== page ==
A significant factor in removing obstacles to automation is planning your strategy. If you feel that automation is “oh-so-hard,” don’t take the time to plan. Seriously, don’t. You know that automation will make life easier — but when you sit down to plan, the details we all get hung up on have nothing to do with our main business objective. There is no way to objectively analyze how the plan will play into our business goals. Even worse, unless we’re connected to the goal, automation seems like it’s adding work instead of relieving it.
To fix this thought-error, you’ll need to work backward. Ask yourself these questions:
- What are you trying to accomplish by automating?
- How many more customers are you looking to serve?
- How many hours are you looking to strip from your work week?
- How will I build my strategy with the end goal in mind?
- What issues do I want clarification about in my plan?
At this point, the plan will start to make sense and become clear. Some things to keep in mind as you make your automation plan.
- How will automation improve my goals?
- What are some quick win automation areas?
- How can automation improve team morale?
- What are some quick automation wins to build momentum?
- What tools can I use like Zapier, that bring automation without heavy lifting?
4- Don’t Expect It To Be Magic
One of the biggest obstacles to automation is simply the all-or-nothing mentality. This mindset doesn’t allow for inevitable errors and growing pains. Is automation worth it? Absolutely. But to think that automation is the answer to all your business prayers is a mistake. As with all aspects in your business, automation is only as good as the team you hire, the strategy you deploy, the content you produce, the data you analyze, etc. In other words, there are a lot of “quality” factors at play to truly get the best out of automating.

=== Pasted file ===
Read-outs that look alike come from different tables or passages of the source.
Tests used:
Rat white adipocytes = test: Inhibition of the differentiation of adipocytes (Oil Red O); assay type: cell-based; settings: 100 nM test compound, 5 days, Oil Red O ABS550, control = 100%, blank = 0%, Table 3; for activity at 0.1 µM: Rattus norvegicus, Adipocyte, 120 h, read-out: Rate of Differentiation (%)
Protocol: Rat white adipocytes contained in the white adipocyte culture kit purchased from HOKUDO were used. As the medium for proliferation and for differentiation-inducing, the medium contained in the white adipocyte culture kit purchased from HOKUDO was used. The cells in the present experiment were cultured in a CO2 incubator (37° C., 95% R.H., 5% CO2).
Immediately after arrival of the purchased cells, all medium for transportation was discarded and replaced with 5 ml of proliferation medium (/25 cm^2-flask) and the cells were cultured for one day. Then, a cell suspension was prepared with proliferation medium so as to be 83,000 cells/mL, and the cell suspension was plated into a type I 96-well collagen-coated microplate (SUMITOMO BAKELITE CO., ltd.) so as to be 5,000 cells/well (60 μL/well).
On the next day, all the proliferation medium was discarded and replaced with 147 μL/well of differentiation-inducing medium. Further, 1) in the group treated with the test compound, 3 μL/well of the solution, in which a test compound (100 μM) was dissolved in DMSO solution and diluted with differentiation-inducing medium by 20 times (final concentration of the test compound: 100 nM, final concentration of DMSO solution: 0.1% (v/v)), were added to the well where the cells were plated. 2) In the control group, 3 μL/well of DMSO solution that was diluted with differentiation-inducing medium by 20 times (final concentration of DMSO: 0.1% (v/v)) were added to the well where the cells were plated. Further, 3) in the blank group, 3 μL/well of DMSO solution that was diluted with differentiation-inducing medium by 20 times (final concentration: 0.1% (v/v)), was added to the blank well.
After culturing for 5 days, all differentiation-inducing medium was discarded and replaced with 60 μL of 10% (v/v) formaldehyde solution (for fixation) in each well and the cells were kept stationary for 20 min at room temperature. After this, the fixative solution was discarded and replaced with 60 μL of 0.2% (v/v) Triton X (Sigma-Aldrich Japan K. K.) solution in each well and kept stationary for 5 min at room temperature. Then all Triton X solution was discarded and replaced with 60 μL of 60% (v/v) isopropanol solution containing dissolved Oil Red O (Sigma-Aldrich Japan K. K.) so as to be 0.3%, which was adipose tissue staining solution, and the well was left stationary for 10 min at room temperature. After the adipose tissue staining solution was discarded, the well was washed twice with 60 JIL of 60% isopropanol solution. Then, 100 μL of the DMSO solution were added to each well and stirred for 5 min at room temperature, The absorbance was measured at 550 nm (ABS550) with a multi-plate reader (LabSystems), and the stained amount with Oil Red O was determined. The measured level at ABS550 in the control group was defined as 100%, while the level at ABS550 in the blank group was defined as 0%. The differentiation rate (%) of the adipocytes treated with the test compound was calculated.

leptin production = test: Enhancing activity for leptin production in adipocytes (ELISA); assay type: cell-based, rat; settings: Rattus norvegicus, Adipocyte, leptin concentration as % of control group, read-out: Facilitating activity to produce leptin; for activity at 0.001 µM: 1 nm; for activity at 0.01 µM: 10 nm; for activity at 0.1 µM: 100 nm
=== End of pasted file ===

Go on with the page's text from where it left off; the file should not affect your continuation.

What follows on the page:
Automation is a process, not a magic pill, but it may shine a light on where you need to improve. Automation isn’t going to mask or solve long-term product issues, but it surely can be a key to your future success as a business. Adding automation can expand your resources and reach without adding more salary. It can also improve morale for data-heavy jobs and create a reliable infrastructure to build upon for the future.
Last but not least:
Creators of automation in the workspace can take many different roles. You don’t need to be management or an executive. Every employee should feel enabled to create opportunities to automate their workflows. From your primary SEO marketing person up to your CEO. To find the best results in automation as a company, you’ll want to make sure your culture supports it.
- Reward automation.
- Show how the company is automating.
- Show best practices for automating.
- Provide training on automation.
- Remove any barriers for automation.
When you take the time to train your employees to self serve, you’ll find it creates a culture of automation, which will lead to better customer experience.
VP of Marketing
Joe Martin is currently the GM and VP of Marketing at CloudApp, a visual collaboration tool. He has more than 13 years of experience of marketing in the tech industry. Prior to his role at CloudApp, Martin was the Head of Social Analytics at Adobe where he led paid social strategy and a research team providing strategic guidance to organizations within the company. He has an M.B.A. from the University of Utah’s David Eccles School of Business, Executive education in Entrepreneurship from Stanford Graduate School of Business, a B.S. in Finance from the University of Utah and a digital marketing certificate from The Wharton School of Business at the University of Pennsylvania. His work has been published in the Associated Press, Wall Street Journal, NY Times, and other top tier outlets.